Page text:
Members of the Armenian Revolutionary Federation, commonly known as Dashnaks, often visit the grave of Manukyan, who has no direct descendants, but Hakobyan believes that considerable ambiguity exists among the party over Kajaznuni’s eventual acceptance of Soviet rule.
The Armenian Revolutionary Federation does not accept this claim.
For now, two central Yerevan streets named for Manukyan and Kajaznuni are the clearest public testaments to their roles. The Yerevan city government last year announced plans to build a statue of Manukyan, but no such plans have been announced for Kajaznuni; much to his family’s chagrin.
Spokesperson Artashes Shahbazyan blamed the lack of public interest in the First Republic on the Soviet Union labeling its officials as traitors and unsuccessful adventurers.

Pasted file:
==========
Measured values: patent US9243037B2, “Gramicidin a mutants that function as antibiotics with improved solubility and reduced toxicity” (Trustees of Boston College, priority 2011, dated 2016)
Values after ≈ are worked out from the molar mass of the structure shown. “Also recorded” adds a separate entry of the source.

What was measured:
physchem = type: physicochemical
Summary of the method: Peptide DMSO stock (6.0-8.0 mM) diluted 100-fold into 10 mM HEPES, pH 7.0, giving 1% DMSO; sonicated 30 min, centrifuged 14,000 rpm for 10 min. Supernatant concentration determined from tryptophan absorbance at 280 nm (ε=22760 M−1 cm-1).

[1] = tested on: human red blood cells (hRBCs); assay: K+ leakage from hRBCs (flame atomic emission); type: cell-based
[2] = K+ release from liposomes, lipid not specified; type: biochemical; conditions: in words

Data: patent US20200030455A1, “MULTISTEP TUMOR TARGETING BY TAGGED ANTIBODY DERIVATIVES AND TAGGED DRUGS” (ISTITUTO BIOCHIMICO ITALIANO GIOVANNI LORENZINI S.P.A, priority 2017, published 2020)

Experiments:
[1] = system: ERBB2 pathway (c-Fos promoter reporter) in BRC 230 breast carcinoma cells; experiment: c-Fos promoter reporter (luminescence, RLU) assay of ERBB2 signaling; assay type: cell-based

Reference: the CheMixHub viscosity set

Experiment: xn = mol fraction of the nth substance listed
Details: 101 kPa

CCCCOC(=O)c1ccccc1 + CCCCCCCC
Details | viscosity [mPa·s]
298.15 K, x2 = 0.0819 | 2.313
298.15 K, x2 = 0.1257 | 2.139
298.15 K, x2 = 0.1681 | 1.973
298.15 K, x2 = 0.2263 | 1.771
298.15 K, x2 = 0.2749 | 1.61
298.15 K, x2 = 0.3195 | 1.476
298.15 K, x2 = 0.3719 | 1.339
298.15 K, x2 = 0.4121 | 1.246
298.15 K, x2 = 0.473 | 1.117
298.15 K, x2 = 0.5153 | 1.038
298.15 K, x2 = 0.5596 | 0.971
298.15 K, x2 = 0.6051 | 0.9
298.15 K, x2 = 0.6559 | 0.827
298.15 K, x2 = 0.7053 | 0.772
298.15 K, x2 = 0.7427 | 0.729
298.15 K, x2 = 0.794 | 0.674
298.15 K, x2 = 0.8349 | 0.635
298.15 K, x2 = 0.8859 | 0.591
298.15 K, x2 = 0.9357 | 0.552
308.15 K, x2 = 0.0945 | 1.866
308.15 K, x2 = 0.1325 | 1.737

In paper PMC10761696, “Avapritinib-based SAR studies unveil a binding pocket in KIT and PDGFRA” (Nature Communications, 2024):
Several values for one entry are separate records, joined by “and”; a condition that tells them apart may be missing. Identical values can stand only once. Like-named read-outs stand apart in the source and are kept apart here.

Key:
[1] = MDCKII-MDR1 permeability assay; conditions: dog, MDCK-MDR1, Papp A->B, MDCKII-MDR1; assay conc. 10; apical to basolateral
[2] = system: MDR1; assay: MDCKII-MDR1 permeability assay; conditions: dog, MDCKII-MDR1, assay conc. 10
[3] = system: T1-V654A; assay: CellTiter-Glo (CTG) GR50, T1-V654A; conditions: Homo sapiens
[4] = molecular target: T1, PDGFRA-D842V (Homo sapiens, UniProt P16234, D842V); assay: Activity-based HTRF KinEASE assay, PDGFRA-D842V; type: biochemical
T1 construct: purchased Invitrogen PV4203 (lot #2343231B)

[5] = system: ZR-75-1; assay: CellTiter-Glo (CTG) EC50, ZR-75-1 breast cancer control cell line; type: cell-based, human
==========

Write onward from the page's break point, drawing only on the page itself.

He agrees that more needs to be done to remember the First Republic. “The problem comes from the educational field. There is not enough information on the First Republic’s history neither in school, nor in university programs.”
Given that Education Minister Levon Mkrtchyan is a Dashnak, conceivably, that may change.
The party intends “to speak more about the First Republic figures, the phenomenon of statehood and its importance nowadays,” Shahbazyan says. The plans include TV shows, documentaries, debates and public lectures.